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Reply to John Lewis (Self Criticism)


Louis Althusser
In the first part of his article, Louis Althusser dealt with the content of John Lewis'' philosophical Theses.^ He now deals with the effects of such Theses in the sciences and in politics.

Part II
PHILOSOPHY AND REVISIONISM Let us prove the point about the scientific and political effects of philosophical Theses by comparing John Lewis' Theses with the Theses of Marxism-Leninism. That way we shall be able to see how philosophy "functions". John Lewis' Thesis: It is man who makes history. Theses of Marxism-Leninism: It is the masses which make history. The class struggle is the motor of history. Let us look at the effects of these Theses. Effects in the Field of Science When someone now, in 1972, defends the Thesis that it is man who makes history, what effect does that have as far as the science of history is concerned ? Can one make use of it to produce some scientific knowledge ? In fact, it is of no use at all from this point of view. John Lewis does not show how one could get anything out of it which might be of use in teaching us about the way the class struggle works. You might say that he lacked the space to do so in a single article. So let us turn to his "Master", JeanPaul Sartre, to the philosopher of "human liberty", of man-projecting-himself-into-the-future (transcendence), of man "en situation", "transcending his place in the world" by his liberty. This famous philosopher has written two enormous books Being and Nothingness (1939), and later a book which deals with history and Marxism, Critique of Dialectical Reason (1960). More than two thousand pages. Did Jean-Paul Sartre manage to use the Thesis that "it is man who makes history" to produce some scientific historical knowledge? Did this Thesis enable him to produce scientific knowledge which would help us act in history? No. Not a single bit of scientific knowledge came out of it. But someone will say: here's an example that 1 See John Lewis, The Althusser Case, in Marxism Today, January and February 1972. (Translator's note) proves the opposite of your Thesis about philospohy! For this "humanist" philosophy has no effect at all on scientific knowledge. Sorry! I claim that the Thesis defended by John Lewis and Jean-Paul Sartre really do have an effect: they prevent the development of existing scientific knowledge. They are an obstacle to knowledge. Instead of helping it to progress, they hold it back. More precisely, they take knowledge back to the state it was in before the scientific discoveries and developments made by Marx and Lenin. They take things back to the prescientific state. It is not the first time that this has happened in the history of humanity. For example, half a century after Galileothat is, half a century after physics had been founded as a sciencethere were still philosophers who defended Aristotelian "physics"! They attacked Galileo's discoveries and wanted to take knowledge of the natural world back to its pre-scientific Aristotelian state. There are no longer any Aristotelian "physicists", but the same thing is happening in other fields. For example: there are anti-Freudian "psychologists". And there are antiMarxist philosophers of history, who carry on as if Marx had never existed, or had never founded a science. They may be personally honest. They may even, like Sartre, want to "help" N4arxism and psychoanalysis! But it is not their intentions that count. What count are the real effects in science of their philosophy. The fact is that although he has Marx and Freud before him, Sartre is a ;?/-e-Marxist and />j-e-Freudian ideologist. Instead of helping to build on the scientific discoveries of Marx and Freud, he mixes things up and paralyses research. That is how philosophy "works" in the sciences. Either it helps them to produce new scientific knowledge, or it tries to wipe out these advances and drag humanity back to a time when the science did not yet exist. Philosophy therefore works in the sciences in a progressive or retrogressive way. You can see what is at stake. It is not enough to say that what John Lewis or Sartre says does not help us to produce any scientific knowledge of history. It is not even enough to say that what they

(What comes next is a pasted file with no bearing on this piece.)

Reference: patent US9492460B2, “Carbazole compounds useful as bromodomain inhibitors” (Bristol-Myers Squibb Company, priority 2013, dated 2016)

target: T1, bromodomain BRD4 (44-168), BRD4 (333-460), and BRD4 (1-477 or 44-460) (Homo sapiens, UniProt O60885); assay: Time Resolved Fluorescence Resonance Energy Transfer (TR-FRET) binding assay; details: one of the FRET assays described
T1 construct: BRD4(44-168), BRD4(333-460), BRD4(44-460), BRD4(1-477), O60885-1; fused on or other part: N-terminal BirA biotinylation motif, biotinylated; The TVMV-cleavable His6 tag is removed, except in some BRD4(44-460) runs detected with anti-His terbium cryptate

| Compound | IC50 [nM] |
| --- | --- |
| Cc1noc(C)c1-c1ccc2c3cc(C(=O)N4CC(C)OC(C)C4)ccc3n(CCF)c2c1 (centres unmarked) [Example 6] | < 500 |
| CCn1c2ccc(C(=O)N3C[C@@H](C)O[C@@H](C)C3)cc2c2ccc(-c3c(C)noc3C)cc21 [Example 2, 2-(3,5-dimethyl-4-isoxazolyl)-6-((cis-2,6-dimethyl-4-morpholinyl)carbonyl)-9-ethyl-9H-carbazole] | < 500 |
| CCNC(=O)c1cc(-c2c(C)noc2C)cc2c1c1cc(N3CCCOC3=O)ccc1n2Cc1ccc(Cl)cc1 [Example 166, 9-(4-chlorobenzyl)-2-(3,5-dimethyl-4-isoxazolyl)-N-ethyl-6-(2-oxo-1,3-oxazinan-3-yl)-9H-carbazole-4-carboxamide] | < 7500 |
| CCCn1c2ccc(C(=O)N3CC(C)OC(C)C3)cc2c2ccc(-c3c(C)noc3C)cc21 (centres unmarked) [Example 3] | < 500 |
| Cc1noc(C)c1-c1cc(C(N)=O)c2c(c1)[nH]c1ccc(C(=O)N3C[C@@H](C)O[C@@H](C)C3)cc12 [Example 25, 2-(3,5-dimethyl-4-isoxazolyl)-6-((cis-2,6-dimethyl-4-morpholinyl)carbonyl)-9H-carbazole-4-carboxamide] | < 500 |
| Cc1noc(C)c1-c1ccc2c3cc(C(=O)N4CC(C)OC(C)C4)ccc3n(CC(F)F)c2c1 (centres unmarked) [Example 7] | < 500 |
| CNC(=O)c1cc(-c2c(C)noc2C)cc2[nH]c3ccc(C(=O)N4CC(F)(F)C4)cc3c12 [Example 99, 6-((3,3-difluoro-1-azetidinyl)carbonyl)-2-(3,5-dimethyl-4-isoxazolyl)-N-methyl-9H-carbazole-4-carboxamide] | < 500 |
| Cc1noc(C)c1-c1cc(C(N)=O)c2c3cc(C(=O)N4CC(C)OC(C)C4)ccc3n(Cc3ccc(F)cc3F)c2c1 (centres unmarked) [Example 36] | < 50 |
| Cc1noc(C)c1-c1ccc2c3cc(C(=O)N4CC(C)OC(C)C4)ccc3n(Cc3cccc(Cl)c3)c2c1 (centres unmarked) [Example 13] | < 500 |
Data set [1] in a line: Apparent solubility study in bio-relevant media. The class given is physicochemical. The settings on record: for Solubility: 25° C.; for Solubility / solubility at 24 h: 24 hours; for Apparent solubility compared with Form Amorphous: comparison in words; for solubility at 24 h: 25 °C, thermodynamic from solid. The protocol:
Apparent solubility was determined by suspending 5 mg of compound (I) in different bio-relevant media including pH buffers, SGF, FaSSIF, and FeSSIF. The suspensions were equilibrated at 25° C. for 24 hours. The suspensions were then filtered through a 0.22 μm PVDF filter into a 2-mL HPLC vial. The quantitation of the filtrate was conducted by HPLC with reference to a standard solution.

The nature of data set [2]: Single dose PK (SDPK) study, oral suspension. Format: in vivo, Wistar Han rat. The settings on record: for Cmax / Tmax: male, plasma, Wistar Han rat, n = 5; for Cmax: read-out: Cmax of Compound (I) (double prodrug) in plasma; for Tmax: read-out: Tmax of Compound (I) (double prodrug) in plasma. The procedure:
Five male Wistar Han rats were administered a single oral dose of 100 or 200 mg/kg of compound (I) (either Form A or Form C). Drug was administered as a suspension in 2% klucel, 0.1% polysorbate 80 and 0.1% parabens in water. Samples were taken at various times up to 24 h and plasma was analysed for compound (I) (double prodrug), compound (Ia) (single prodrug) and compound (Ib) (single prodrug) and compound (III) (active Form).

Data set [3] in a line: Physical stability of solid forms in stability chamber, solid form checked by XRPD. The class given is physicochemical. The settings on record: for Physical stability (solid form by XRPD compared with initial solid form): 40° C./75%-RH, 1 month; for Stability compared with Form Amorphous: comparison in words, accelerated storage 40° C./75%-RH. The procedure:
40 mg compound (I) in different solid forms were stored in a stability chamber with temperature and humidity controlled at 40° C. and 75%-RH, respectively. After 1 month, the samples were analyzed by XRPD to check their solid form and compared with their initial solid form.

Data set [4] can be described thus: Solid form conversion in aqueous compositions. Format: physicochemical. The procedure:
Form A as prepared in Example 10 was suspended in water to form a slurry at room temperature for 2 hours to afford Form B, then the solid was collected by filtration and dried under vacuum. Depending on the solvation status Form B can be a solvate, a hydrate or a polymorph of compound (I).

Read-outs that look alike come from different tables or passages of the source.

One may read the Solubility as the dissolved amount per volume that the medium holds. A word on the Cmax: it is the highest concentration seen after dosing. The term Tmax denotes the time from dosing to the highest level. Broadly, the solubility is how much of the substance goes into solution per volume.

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say represents an "epistemological obstacle"^ (to use Gaston Bachelard's term).^ We are forced to say that their Thesis produces effects which are extremely harmful to scientific knowledge, retrogressive effects, because instead of helping us, in 1972, to understand the great scientific treasure that we possess in the knowledge given us by Marx, they go back to zero. They take us back to the good old days of Hegel and Feuerbach, to the time before Marx's discovery, before his "epistemological break".'' They mix everything up, and thus they disarm revolutionary philosophers, theoreticians and militants. They disarm them because in effect they deprive them of an irreplacable weapon: the objective knowledge of the conditions, mechanisms and forms of the class struggle. The Function of Marxist-Leninist Philosophy If you now look at the Marxist-Leninist Theses "it is the masses which make history", "the class struggle is the motor of history"the contrast is striking. These Theses are on the side of a scientific understanding of history. They do not ignore Marx's scientific discovery. On the contrary. These philosophical Theses are also proven propositions of the science of history, of historical materialism.^ These Theses, then, take account of the existence of the science of history. But at the same time they help the working out of new explanations, of new scientific discoveries. For example, thty force us to define the masses which are "making" history: in class terms. Then again, they force us to define the form of union between the classes which make up the masses. As far as we are concerned, they put the working class in the forefront. They force us to